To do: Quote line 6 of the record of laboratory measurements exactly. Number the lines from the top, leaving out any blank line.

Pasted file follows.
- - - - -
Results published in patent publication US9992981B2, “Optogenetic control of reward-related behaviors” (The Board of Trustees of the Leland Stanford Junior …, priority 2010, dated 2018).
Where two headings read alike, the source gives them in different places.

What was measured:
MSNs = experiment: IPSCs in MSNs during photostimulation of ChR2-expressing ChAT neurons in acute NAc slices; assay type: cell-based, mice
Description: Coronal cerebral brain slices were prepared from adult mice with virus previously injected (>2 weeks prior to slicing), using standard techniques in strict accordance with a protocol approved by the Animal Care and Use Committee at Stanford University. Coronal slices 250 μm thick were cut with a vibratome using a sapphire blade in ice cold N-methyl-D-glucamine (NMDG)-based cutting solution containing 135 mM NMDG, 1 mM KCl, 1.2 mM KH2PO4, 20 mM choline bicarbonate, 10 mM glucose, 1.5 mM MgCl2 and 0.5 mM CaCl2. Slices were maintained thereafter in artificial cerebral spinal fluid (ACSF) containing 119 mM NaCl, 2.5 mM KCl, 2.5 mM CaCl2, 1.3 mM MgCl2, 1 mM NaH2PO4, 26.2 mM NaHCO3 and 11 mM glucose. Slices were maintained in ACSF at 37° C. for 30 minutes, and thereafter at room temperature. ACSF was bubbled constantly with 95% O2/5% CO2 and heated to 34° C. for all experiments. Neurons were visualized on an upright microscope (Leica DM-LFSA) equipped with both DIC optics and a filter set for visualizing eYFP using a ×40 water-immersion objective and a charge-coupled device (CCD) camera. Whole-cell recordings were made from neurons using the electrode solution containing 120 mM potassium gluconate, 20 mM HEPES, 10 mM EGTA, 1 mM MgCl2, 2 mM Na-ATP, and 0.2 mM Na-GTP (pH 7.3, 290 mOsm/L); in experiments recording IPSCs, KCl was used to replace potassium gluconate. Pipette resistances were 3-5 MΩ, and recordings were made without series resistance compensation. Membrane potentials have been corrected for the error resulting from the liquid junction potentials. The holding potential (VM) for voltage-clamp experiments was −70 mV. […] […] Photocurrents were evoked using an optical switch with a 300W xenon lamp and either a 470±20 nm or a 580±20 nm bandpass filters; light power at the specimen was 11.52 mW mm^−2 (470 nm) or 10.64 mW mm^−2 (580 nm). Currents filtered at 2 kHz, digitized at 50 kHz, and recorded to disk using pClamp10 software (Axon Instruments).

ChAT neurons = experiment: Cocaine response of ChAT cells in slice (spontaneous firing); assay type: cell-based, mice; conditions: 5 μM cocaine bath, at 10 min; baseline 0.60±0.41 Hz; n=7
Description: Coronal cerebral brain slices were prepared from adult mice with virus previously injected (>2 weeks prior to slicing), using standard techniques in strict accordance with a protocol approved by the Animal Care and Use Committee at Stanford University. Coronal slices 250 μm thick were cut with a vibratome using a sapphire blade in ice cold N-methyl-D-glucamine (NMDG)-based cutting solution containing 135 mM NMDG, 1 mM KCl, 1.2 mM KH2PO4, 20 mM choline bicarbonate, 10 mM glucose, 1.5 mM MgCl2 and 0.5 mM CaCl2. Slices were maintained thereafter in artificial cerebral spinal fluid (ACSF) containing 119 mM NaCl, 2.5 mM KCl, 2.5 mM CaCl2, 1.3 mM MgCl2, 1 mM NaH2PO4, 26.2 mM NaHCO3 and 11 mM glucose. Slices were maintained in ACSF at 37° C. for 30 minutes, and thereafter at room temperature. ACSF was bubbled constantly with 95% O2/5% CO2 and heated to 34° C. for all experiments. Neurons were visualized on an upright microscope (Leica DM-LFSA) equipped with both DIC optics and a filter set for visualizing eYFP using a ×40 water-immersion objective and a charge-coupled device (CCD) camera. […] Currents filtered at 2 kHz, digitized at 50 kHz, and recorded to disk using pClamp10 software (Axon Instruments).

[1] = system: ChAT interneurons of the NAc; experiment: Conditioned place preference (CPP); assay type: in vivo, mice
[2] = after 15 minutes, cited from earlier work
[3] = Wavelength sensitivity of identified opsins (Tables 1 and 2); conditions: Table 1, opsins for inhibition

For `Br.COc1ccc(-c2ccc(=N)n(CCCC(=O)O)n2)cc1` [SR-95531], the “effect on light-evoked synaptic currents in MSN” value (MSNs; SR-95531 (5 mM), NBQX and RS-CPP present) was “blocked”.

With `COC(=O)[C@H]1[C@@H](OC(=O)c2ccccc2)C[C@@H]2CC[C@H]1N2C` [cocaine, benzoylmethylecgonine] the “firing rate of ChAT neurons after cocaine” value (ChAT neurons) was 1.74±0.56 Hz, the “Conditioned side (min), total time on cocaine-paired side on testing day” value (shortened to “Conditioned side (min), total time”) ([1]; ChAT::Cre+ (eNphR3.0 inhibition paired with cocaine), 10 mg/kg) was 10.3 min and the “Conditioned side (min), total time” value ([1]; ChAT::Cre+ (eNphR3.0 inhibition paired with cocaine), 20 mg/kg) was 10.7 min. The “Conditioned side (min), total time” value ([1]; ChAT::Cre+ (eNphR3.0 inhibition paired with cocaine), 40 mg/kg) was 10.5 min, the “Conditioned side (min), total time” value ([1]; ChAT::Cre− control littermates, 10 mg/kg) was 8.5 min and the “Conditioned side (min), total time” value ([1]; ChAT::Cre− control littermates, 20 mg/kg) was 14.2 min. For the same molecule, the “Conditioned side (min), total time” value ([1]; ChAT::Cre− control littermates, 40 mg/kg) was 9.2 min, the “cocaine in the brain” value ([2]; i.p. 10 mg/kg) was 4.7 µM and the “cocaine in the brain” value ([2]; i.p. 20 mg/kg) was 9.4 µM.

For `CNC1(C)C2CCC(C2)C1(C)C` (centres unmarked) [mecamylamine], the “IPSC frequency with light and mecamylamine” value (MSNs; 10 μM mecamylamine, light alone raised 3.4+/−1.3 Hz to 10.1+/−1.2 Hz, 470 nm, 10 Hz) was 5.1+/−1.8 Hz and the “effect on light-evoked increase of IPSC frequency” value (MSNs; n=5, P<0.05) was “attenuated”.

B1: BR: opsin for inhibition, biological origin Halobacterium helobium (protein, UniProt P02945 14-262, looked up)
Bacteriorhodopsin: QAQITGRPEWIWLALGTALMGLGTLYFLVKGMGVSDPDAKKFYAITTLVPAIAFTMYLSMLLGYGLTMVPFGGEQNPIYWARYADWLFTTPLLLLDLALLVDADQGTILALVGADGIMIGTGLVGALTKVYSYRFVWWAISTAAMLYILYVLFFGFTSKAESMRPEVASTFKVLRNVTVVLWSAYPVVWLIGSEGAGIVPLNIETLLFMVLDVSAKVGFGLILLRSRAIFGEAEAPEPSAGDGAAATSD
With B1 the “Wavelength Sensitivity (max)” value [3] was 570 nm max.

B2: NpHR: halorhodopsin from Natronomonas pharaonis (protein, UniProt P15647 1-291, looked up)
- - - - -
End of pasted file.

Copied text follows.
ChAT neurons = experiment: Cocaine response of ChAT cells in slice (spontaneous firing); assay type: cell-based, mice; conditions: 5 μM cocaine bath, at 10 min; baseline 0.60±0.41 Hz; n=7